The “Network Effect” on Interfacility Transfers Among Regional Stroke Certified Hospitals

Nneka L. Ifejika, Jared Wiegand, Hunter Harbold, Adrian A. Botello, Babatunde A. Babalola, Aardhra M. Venkatachalam, Roberta Novakovic, Michael B. Cannell

Research output: Contribution to journalArticlepeer-review

1 Scopus citations


Introduction and purpose: Timely inter-facility transfer of thrombectomy-eligible patients is a mainstay of Stroke Systems of Care. We investigated transfer patterns among stroke certified hospitals in the Dallas-Fort Worth (DFW) Metroplex (19 counties, 9,286 sq mi, > 7.7 million people), by hospital network and stroke center status. Methods: We conducted a North Central Texas Trauma Regional Advisory Council (NCTTRAC) Stroke Regional Care Survey at all 44 centers involved in the treatment of MT-eligible ischemic stroke patients between June-September 2019, with a response rate of 100%. All hospitals identified network status, stroke designation – Acute Stroke Ready Hospital (ASRH), Primary Stroke Center (PSC), Comprehensive Stroke Center (CSC) - and geographic location. Stroke Assessment and Large Vessel Occlusion (LVO) screening tool use was evaluated. The distance between the sending and receiving facility was calculated using GPS coordinates. If the closest CSC was not used, the average distance between the selected and the closest CSC was geospatially mapped via R statistical analysis software (Vienna, Austria) gmapsdistance package. Results: Of the 44 facilities, 6 were ASRHs, 27 were PSCs, 11 were CSCs. Seventy-seven percent (n=34) belonged to one of four hospital networks. All facilities used stroke assessment tools; 57% completed LVO screening. There was significant heterogeneity in inter-facility transfer patterns with no regional standardization. Seventeen percent of ASRHs (n=1) and 56% of PSCs (n=15) conducted inter-facility transfers using ground transportation via EMS. Sixty percent of non-network facilities transferred to the closest CSC. Of the remaining 40%, the average distance between the closest and the selected CSC was 1.5 miles (min max 0.2-2.9 miles). Seventeen percent of network facilities transferred to the closest CSC. Among the remaining 83%, the average distance between the closest and the selected CSC was 4.1 miles (min-max 1-8 miles). Conclusions: Non-network facility status increased the likelihood of transfer to the closest Comprehensive Stroke Center. Transfer distance variability among network facilities may contribute to delays in reperfusion therapy.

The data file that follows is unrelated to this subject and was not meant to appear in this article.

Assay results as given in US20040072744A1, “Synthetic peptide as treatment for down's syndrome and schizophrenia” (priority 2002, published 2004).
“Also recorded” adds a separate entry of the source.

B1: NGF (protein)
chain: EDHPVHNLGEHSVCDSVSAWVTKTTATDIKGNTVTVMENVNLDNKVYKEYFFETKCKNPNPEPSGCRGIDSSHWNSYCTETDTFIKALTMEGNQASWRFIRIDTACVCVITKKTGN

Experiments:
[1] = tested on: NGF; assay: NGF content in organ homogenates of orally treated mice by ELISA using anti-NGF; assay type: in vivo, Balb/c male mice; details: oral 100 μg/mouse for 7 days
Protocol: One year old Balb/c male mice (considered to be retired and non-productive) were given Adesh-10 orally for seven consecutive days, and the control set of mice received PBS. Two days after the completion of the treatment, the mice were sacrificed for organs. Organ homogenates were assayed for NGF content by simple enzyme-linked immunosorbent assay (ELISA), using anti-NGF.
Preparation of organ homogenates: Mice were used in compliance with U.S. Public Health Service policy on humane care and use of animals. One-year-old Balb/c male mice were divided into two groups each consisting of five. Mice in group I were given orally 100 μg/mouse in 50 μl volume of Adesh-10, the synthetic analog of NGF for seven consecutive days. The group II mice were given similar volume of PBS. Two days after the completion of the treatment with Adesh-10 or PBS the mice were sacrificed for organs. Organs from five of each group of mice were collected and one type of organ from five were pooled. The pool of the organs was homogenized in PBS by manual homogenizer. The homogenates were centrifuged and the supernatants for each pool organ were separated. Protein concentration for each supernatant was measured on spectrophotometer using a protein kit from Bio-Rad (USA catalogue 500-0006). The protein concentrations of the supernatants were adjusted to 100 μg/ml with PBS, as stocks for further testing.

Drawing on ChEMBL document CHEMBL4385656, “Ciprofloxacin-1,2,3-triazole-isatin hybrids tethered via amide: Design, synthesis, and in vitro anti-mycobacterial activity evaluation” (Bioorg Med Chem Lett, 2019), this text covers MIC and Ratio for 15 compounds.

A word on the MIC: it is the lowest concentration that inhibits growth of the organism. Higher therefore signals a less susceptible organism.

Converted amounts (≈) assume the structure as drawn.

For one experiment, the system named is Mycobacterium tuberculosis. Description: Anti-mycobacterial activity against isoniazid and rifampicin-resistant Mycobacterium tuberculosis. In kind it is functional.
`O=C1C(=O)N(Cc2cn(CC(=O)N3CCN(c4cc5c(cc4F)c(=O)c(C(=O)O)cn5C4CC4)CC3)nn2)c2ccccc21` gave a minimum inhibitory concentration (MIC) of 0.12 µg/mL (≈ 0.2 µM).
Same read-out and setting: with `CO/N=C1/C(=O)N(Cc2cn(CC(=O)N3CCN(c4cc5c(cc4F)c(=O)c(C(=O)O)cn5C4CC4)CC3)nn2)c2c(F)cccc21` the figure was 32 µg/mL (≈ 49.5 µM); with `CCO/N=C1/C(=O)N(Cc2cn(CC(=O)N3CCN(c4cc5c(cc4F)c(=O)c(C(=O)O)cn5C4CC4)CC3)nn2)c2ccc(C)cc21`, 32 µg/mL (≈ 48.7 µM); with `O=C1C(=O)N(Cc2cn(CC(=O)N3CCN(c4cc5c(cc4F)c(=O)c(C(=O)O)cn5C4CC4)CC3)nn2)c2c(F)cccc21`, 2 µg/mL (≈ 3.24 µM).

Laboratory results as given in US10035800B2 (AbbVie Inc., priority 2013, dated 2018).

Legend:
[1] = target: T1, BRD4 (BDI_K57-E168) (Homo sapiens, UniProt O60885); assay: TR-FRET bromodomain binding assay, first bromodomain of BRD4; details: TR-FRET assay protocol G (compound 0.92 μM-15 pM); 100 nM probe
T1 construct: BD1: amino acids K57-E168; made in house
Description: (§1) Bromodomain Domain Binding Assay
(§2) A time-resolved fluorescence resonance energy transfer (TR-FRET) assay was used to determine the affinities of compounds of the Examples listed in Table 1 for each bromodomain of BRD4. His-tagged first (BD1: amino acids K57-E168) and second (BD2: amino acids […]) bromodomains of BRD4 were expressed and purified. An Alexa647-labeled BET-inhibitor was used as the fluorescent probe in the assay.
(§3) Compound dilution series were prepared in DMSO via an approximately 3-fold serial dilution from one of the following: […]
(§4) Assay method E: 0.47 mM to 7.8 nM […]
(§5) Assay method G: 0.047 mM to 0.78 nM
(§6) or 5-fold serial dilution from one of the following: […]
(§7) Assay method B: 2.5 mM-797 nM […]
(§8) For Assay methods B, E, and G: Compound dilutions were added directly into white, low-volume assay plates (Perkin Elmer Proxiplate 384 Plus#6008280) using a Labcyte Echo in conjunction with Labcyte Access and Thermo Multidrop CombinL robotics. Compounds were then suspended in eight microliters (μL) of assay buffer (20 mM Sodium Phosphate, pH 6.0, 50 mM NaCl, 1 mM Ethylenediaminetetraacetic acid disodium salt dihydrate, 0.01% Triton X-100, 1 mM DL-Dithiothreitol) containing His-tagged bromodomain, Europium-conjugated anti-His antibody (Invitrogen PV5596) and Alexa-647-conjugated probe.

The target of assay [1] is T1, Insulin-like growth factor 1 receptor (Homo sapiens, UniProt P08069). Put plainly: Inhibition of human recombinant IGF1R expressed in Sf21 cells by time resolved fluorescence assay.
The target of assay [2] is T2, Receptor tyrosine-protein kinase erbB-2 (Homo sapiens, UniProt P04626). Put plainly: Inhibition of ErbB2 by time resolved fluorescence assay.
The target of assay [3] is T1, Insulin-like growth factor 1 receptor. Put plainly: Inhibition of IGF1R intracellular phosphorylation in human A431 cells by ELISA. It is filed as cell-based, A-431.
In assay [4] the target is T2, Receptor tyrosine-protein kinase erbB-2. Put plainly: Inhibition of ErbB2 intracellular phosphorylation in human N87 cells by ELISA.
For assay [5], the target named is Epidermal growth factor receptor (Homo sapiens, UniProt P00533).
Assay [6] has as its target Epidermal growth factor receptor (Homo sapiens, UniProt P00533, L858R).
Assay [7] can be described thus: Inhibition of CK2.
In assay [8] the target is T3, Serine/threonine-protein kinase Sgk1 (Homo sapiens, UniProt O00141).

Original languageEnglish (US)
Article number106056
JournalJournal of Stroke and Cerebrovascular Diseases
Issue number11
StatePublished - Nov 2021


  • Ischemic stroke
  • Regional variation
  • Systems of care
  • interfacility transfers

ASJC Scopus subject areas

  • Surgery
  • Rehabilitation
  • Clinical Neurology
  • Cardiology and Cardiovascular Medicine


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